Cambodia's ruling party declared victory following the July 29th national election. Headed by Prime Minister Hun Sen, who has ruled the country for more than three decades, the Cambodian People's Party announced that it will now hold all 125 seats in the country's national assembly.
That the CPP would win handily was a foregone conclusion. The ruling party's only real competition, the Cambodia National Rescue Party, had been dissolved last November, while its leader, Kem Sokha, was imprisoned on flimsily concocted "treason" charges. To top that off, in the months leading up to the vote, the government executed an unprecedented crackdown on independent media and civil society groups, severely restricting the space for free expression and competition.
Yet despite the absurdity of the election conditions and results—which speak to the country's firm descent into one-party rule—the government has labored to promote the idea that democracy is alive and well in Cambodia. To do so, officials have leaned heavily on two factors in the recent polls: high voter turnout, and the presence of election observers. By relying on these metrics, the Cambodian government has revealed its own need for democratic legitimacy—a need that, in some ways, offers a glimmer of hope. Even so, on both fronts, the purported credentials are nothing more than a mirage.
Cambodia's National Election Committee reported that voter turnout stood at 82.2 percent on election day, considerably higher than the 68 percent of voters who showed up to the polls in the previous parliamentary elections in 2013. A campaign by the dissolved opposition to encourage people to abstain from voting appeared—on the surface—to have failed to garner significant public support.
But given the NEC's lack of independence, there are legitimate questions to be asked about the validity of the reported figures. Furthermore, the turnout numbers—even if they are to be believed—reflect the results of intimidation and public fear, rather than voter enthusiasm or consent. Worried that low turnout could undermine the election's legitimacy, CPP officials in the lead-up to the vote publicly labeled those planning not to cast ballots as "traitors" and threatened to withhold public services from non-voters. Even in the midst of this drastic coercion effort, the number of spoiled ballots—effectively protest votes—increased nearly six-fold from 2013, pointing to considerable public resentment.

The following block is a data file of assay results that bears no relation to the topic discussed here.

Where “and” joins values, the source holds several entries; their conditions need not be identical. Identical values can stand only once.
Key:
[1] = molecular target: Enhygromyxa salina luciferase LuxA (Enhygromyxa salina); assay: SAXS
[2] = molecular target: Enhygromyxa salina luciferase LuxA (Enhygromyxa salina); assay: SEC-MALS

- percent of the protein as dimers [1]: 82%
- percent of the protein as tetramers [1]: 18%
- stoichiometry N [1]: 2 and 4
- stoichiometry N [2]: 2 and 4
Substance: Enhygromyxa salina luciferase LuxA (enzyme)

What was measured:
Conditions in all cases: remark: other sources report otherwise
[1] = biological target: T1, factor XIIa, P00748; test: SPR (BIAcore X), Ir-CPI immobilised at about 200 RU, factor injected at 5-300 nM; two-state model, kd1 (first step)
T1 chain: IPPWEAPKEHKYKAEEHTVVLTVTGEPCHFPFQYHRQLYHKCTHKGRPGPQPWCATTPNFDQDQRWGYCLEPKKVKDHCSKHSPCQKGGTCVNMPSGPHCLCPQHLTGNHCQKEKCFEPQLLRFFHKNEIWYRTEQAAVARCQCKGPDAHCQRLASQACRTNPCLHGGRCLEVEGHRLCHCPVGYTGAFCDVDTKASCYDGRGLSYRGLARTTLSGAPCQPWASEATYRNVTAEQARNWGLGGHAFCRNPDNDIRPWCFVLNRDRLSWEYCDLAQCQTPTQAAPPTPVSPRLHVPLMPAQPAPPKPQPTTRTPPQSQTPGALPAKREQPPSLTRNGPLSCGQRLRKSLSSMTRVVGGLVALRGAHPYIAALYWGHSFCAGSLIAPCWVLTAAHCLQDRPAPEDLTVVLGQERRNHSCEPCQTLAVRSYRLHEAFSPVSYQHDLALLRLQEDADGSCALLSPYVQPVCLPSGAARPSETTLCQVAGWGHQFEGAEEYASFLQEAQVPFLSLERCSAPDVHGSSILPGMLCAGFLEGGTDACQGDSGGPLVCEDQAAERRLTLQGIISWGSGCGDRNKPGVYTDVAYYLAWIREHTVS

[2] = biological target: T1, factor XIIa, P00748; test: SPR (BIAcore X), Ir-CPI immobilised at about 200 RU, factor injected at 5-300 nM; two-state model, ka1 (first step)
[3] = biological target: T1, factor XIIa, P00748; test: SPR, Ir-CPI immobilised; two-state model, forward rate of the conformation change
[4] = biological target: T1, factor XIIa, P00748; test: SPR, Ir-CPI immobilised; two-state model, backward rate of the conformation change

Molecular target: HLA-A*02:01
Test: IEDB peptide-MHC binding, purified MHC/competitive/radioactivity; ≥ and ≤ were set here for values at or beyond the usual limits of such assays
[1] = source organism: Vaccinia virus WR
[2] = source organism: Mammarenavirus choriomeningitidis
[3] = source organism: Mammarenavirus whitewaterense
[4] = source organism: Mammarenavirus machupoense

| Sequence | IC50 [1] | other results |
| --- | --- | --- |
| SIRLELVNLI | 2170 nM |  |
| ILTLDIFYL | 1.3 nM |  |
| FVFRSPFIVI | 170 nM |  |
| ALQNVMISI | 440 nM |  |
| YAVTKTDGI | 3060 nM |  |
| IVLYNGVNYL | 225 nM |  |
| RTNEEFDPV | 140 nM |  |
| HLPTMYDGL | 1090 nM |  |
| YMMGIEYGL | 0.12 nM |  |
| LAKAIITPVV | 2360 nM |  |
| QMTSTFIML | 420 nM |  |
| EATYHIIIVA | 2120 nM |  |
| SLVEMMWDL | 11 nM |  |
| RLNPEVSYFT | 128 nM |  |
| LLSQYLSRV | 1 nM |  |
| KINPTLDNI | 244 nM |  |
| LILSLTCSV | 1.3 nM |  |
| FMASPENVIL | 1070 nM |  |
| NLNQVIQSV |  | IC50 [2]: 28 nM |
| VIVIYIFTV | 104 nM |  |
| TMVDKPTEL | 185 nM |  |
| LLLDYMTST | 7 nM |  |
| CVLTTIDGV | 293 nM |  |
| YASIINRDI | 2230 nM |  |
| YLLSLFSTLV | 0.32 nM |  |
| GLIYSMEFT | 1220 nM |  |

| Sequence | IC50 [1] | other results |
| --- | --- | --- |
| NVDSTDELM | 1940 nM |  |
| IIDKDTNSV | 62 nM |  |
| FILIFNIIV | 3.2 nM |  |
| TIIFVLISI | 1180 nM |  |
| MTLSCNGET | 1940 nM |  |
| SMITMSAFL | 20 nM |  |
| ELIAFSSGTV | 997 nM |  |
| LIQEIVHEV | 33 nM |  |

The NEC was also keen to highlight the nearly 80,000 domestic and hundreds of international election observers present for voting day, which reportedly marked an uptick in registered monitors compared with 2013. The NEC's chairman said that the presence of international observers, in particular, "shows that the election is open, participation is comprehensive and that there is a lot of trust in the election."
But Cambodia's most respected, independent domestic election watchdogs declined to deploy observers, citing concerns about the political environment, as did credible international observer groups like the Carter Center, which said that, given the CNRP's dissolution, it could not "consider deploying observers to an election process that is manifestly unfair." Likewise, foreign governments from Europe and Japan, which had sent election monitors to Cambodia in the past, opted not to do so this year.